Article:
Important: This note is provided for information only and should not be taken as legal advice or relied upon as such. The information and commentary does not, and is not intended to, amount to legal advice to any person on a specific case or matter. You should seek specific legal advice on your personal circumstances if required and please note that the University is unable to provide personal immigration advice.
The EU settlement scheme
The scheme closed on 30 June 2021, however, late applications may be allowed in certain circumstances. Please check the government web pages for further information.
The settlement scheme allowed EU and EEA citizens and their family members living in the UK before 31 December 2020, to continue to live here as before, with the same entitlement to work, study and access public services and benefits.
After you have applied, you can view your status or prove it to someone else online. You will not usually get a physical document. You must keep details up to date on your account.
There are links for further information from the Home Office website.
In line with the withdrawal agreement, the EU settlement scheme was set out in the statement of intent.
For those EU/EEA citizens and their family members who were resident in the UK by 31 December 2020 and had not been continuously resident (see glossary for the UK government definition of continuous resident) in the UK for five years were eligible for pre-settled status, enabling them to stay until they have reached the five-year threshold. After 5 years continuous residency they must apply for settled status.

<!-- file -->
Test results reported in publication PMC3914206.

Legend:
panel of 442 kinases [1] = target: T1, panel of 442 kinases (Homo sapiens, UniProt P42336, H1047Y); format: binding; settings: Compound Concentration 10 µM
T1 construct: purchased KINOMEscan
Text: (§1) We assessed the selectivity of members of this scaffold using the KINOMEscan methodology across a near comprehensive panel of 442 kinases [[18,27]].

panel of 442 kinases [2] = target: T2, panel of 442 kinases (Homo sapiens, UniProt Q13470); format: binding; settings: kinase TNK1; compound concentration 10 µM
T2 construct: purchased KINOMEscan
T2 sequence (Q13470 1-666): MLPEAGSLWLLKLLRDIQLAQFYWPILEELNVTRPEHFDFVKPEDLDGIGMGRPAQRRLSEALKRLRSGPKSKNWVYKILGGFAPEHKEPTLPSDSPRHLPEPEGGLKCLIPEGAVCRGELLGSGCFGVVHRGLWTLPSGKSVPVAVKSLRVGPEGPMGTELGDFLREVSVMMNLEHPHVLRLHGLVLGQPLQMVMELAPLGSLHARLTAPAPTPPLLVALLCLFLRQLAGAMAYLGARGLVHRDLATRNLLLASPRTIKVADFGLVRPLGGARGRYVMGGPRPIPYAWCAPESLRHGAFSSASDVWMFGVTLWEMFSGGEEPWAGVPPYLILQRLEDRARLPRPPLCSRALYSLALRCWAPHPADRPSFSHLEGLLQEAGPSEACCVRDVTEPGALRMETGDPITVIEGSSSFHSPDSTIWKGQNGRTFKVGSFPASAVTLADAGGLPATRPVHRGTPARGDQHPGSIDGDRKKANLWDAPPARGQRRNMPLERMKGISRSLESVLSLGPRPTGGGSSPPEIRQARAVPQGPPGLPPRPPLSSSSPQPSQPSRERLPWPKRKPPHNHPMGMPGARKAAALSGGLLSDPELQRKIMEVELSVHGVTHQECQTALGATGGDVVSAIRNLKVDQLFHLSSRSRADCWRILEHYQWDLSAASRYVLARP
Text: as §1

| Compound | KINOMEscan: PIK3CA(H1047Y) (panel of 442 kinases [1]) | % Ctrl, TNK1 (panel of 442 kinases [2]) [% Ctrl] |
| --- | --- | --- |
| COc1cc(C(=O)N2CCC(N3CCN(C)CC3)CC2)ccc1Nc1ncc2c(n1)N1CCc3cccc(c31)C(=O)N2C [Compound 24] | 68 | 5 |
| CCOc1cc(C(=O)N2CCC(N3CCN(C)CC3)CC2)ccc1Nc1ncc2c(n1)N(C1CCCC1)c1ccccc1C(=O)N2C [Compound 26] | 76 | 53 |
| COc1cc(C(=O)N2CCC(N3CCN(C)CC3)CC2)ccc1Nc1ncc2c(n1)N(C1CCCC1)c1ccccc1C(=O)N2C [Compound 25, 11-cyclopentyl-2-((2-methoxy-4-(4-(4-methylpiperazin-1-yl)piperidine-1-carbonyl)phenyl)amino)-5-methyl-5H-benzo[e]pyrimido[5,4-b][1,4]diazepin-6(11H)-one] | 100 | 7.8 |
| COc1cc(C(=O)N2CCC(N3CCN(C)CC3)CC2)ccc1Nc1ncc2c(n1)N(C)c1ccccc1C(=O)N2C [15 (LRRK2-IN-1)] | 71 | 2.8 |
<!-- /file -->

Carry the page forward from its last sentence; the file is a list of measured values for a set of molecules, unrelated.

For those EU/EEA citizens and their family members who were resident in the UK by 31 December 2020 and had been continuously resident (see glossary for the UK government definition of continuous resident) in the UK for five years were eligible for settled status, enabling them to stay indefinitely.
The process is the same.
For more information please read the information on the government web pages. We have provided links on the right hand side.
There are three core criteria to applying for pre-settled/settled status
If you initially applied and were granted pre-settled status then you must switch this to settled status after you have 5 years continuous residency.
You can apply to switch to settled status as soon as you’re eligible. The 5 years is counted from the day you started your continuous residence, not the day you were granted pre-settled status.
You may not be eligible for settled status if during the 5 years you spent more than 6 months outside the UK in a 12-month period. If you are concerned about this please see the infomation on the government web site for further information.
The process is the same as the one you went through to apply for pre-settled status.
You’ll need proof of identity and evidence of your continuous residence. If your pre-settled status was based on your relationship to a family member, you will also need evidence of that relationship.
You can use the same types of evidence you used to apply to the EU Settlement Scheme the first time. You can find the link to apply here.
It is important that you keep your details up to date and travel on the document that you used to apply to the scheme.
You should update your UK Visas and Immigration (UKVI) account if you’ve changed your:
- mobile phone number
- email address
- identity document, such as your passport or national identity card
- UK address
The settled status immigration route is indefinite leave to remain in the UK, you do not have to apply for British citizenship.
However, if you would like to then you’ll usually be able to apply for citizenship if you’re over 18 and have had one of the following for 12 months:
- indefinite leave to remain in the UK
- ‘settled status’ (also known as ‘indefinite leave to remain under the EU Settlement Scheme’)
- indefinite leave to enter the UK (permission to move to the UK permanently from abroad)
You will not need to wait 12 months to apply if you’re married to a British citizen.
For more information please read the government web pages on applying for British citizenship.
Whilst dual citizenship is allowed in the UK, some EU countries do not accept dual nationality. In all cases, you should check the specific rules that apply in your own country before applying for dual nationality.